P.S. We actually kind of share first names. My real name is Mathieu, the French version of Mathew ;)
Thank you, Matthew, for your concern. Your posts have been more thoughtful than many, and responding to them gave my brain some needed exercise.
I stopped following the discussion when I posted that it had gone as far as reason would take it. At that time I had already posted that the name Atheist Views on Gun Control would have described the discussion more accurately than Atheist Reasoning on Gun Control.
Gun violence in America is indeed a problem and I wanted to add that violence of other kinds in America is also a problem. I saw this while in the Navy during the Korean War, which was a United Nations endeavor. I was aboard a destroyer in a four-ship division led in turn by American, British and Dutch commanders. While led by American commanders, the division fired our main battery guns far more often than we did when led by European commanders. Though the sample included too few nations to draw valid conclusions, the experience persuaded me that America was one of the world's more violent nations.
The gun control discussion is moving me toward starting a discussion that wilI draw out atheists' views on the role, the vitally necessary role, that emotion plays in human responses. I'm working on how to state the opening words.
Now, I will visit the gun control discussion. Be kind to y'self.
Sure thing :) As an ex-Quebecer, debating without insults and agreeing to disagree are a lifestyle choice. As a NEVER been indoctrinated, critical thinker since as long as my brain remembers (age 3.5?), I've been arguing about parenting, faith (not bibles), society, biology, violence against females, relativity of morality, and universality of education all my life. For 30 years reading books was my main vice (among others, I'm a vice rich person). I mostly focused on non-fiction, but among fiction readings, dystopias and realistic sci-fi were my favourites. I don't read quite so much any more, eye issues. But if you check out my other discussions here, you'll see I'm used to being at odds with people, almost as much with group-think-atheism-Humanism as with faithers. I hate group-think to an extreme and I've taken many university level courses in statistics, so I'm not easily duped by cute graphics meant to sway the masses, no matter which side of a debate presents them. And always remember... when numbers fail to demonstrate anything, you're left with ideas... With ideas, one must determine if one's conversation partner is informed/experienced or not... and go from there.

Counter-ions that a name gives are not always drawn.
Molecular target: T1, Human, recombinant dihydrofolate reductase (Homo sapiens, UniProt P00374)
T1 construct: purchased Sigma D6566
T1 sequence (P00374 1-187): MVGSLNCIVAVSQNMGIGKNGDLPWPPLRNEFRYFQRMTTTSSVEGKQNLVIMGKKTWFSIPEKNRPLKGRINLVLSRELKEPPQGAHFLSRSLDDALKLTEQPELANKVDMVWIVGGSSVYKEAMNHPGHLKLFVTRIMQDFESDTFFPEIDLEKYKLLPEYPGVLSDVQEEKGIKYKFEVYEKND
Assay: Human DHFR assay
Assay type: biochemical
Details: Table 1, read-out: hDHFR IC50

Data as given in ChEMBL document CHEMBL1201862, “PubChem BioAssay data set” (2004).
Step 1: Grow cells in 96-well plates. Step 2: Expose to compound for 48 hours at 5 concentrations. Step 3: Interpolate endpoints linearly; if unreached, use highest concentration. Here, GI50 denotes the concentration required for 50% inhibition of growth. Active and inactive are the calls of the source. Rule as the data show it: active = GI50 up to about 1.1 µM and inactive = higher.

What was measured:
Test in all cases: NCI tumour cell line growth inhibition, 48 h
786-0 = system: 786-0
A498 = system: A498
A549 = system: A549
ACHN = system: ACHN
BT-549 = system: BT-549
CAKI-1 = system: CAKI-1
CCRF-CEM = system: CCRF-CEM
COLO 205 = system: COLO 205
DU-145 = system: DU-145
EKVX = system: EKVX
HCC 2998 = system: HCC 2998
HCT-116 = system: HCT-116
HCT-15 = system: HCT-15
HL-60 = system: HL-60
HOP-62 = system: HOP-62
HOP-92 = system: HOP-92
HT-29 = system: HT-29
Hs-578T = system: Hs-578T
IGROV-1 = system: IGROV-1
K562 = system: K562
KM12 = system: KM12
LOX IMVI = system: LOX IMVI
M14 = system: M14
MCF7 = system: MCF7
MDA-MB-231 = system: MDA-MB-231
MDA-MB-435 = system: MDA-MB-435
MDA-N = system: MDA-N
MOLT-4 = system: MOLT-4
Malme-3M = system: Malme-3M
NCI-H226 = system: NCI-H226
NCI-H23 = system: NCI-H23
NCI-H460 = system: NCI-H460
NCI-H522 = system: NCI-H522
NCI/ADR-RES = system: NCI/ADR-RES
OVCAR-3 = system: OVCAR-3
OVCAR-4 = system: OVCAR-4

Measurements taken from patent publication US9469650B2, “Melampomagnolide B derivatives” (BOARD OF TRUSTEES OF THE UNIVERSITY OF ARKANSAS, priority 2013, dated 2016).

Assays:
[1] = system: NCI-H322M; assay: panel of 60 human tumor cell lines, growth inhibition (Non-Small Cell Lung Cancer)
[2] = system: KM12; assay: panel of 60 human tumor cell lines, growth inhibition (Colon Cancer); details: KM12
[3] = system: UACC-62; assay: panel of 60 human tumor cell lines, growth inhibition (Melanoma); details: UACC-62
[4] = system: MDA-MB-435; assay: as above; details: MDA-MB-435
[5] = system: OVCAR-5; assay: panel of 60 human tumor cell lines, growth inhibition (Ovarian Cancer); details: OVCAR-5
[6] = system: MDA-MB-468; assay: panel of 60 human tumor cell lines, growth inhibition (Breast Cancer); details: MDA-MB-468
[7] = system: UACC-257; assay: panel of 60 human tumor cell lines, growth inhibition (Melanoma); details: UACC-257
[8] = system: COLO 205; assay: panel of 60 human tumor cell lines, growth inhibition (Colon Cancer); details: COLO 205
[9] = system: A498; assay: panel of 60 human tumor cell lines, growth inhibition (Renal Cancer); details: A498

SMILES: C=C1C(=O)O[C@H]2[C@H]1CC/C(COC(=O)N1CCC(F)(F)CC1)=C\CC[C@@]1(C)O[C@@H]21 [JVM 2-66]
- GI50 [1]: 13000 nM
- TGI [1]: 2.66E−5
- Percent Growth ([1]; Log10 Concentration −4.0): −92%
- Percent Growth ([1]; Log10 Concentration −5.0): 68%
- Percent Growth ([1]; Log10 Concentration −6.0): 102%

Matthew, I'm new enough at A/N to not know the expectations arising from friending others here. Upon reading your invitation, I decided to visit your page and the discussions you initiated.
The vigor of your reaction to Huckabee's words reminded me of the vigor with which I reacted to words and events long ago. When WW2 ended, I was finishing eighth grade and when I learned of Hitler's atrocities I raged over why human beings choose madmen to lead their nations. I had no desire to live in such a world, but I stayed around and in time learned of the economic problems afflicting the German people when Hitler started seeking power.
I'm now reading a book titled "The Allure of Toxic Leaders" and while it deals with people far more powerful than Huckabee and others like him, it describes well how such people attract followers.
The vigor in your initial post has started me to thinking: do A/N visitors remember, and will they share, their reactions to events that resulted in their questioning/doubting/etc what they'd been told about religion. I'm working on an initial post.
Re Canada. I've been to Niagara Falls and through the largely rural area east of Detroit. I've long wanted to go through the Canadians Rockies but haven't. Maybe in my next life. Ho, ho, ho.
Hello Mathew Welcome to this world of rationality, truth and peace, where common sense and science lead to freethinking wisdom as you know as an atheist of two years. We invite you to join the busy group "ORIGINS: Universe, Astronomy, Life, Earth, Humans, Religion, Gods, Atheism, Evolution, Darwin..." with 700 discussion topics and 3600 members. http://www.atheistnexus.org/group/originsuniverselifehumankindanddarwin Terry